Society & Lifestyle
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Migrating with Skills
|by Chitra Balasubramaniam|
Bhola and his wife are daily wagers working at a road construction site. Close by, under a tree, their infant son sleeps in a cloth hammock. Once in a while, Bhola's wife checks on the little one.
They also have an older son. But he is not here. He lives with his grandparents in the village and attends school. The construction will be over in another fortnight, after which the couple will leave for their village. Happily, it will be around harvest time and they will be able to find some work there as well.
Bhola and his wife are typical of the migrant rural workers who come to towns and cities during the lean period when there is little or less work available in the rural farms. From the mighty construction industry to the roadside dhabas, migrant workers are absorbed into the city life in a hundred different ways and keep the city ticking the way it does.
Yet, for a majority of these workers, the tale is one of desperation, hardships, harassment and exploitation. Here is where Udaipur-based NGO Aajeevika Bureau hopes to make a difference. Ajeevika is a specialized organization, which offers education and training to poor rural laborers and migrants and then places them in jobs with decent wages and fair working conditions.
It all started with a study on livelihood opportunities in rural Rajasthan, conducted by Sudrak and ARAVALI (Association for Rural Advancement through Voluntary Action and Local Involvement), two NGos based in the state. Rajiv Khandelwal, co-founder and alumni of IRMA (Institute of Rural Management, Anand) says, "We found that the workforce that depended on agriculture alone was diminishing rapidly. Most rural households, in fact, resorted to the strategy of short-term migration to augment their earnings."
"We found that the state of the migratory population we abysmal, and there seemed to be an urgent need for intervention," says Khandelwal. There was a need not only to train and educate the workforce by offering short term intensive courses, but also for other services that could take care of the vulnerable section, namely, women and children who would be left behind by the migratory worker.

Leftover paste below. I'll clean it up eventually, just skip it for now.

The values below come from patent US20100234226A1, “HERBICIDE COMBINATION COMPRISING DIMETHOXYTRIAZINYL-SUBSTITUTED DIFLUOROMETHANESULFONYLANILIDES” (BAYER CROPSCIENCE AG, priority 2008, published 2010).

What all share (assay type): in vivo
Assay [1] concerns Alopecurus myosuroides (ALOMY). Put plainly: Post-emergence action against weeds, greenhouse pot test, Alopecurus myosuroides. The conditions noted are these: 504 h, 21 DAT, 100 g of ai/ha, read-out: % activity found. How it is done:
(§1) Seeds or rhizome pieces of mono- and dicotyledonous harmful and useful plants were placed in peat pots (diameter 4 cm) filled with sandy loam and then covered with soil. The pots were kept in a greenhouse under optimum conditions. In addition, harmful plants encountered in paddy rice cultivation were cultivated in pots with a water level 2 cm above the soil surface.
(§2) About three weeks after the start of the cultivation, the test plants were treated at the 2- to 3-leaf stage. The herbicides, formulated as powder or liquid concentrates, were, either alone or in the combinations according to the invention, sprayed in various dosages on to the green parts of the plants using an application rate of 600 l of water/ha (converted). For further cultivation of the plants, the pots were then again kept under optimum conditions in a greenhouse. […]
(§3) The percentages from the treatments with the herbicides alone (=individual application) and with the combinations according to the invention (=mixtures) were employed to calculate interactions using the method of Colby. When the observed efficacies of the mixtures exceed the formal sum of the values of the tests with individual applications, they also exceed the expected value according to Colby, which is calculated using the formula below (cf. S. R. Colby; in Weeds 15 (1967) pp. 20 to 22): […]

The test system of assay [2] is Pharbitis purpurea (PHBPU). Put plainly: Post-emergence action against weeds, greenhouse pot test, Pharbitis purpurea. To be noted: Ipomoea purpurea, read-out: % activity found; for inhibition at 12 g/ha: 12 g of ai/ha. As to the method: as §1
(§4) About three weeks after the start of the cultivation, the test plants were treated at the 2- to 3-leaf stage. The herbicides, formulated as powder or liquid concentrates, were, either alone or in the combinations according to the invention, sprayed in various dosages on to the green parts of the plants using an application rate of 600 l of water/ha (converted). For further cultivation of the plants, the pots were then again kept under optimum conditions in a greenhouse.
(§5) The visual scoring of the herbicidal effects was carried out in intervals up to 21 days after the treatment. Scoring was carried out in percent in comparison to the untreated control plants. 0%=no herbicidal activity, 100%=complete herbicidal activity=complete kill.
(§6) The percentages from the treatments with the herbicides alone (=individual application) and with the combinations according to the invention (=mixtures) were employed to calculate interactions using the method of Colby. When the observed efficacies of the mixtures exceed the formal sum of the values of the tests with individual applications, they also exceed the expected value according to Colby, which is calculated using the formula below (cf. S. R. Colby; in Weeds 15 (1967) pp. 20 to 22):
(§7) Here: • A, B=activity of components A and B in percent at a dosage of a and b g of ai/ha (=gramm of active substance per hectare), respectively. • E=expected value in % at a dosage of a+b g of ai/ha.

Training is also given in chores required to be done in urban households. These training sessions are intensive residential ones, spanning two to three weeks.
Shankarlal of Chilpal village is one such person. From being a cleaner at a bus canteen, he went on to be employed as a waiter with a prominent restaurant in the city after he was trained with Aajeevika.
Women migrant workers have been trained to work as full-time domestic help in homes in Udaipur. The training focuses on cooking, child-care, personal hygiene, professional ethics and use of home appliances. But being a completely informal sector, with no set rules, placing women as domestic helps has not been that successful, says Khandelwal.
Aajeevika also maintains a database of migrant workers, especially with regard to their profile, skill and the city to which they migrate to work. A photo-identity service too has been initiated. The migrant's photo, address, skill and emergency phone number is listed in the card, which is attested both by Aajeevika and by the sarpanch of the village where the worker lives.
"The photo identity card is useful in checking the bona fides of a worker, when s/he applies for a job and prevents harassment in a city. Also, in case of any emergency, it is possible to trace the worker's family." Since it started two years ago, Aajeevika has trained about 200 and registered 1,000 migrant workers from five blocks of south Rajasthan.
Among other schemes, Aajeevika has plans to grant small loans to migrant workers and provide supplementary education. Says Khandelwal, "Migration is a reality that cannot be wished away. The conditions in the rural areas often leave the poor with no alternative." What can however be done is to make such migration safer and restore to the migrant worker his/her dignity. This is what Aajeevika does.
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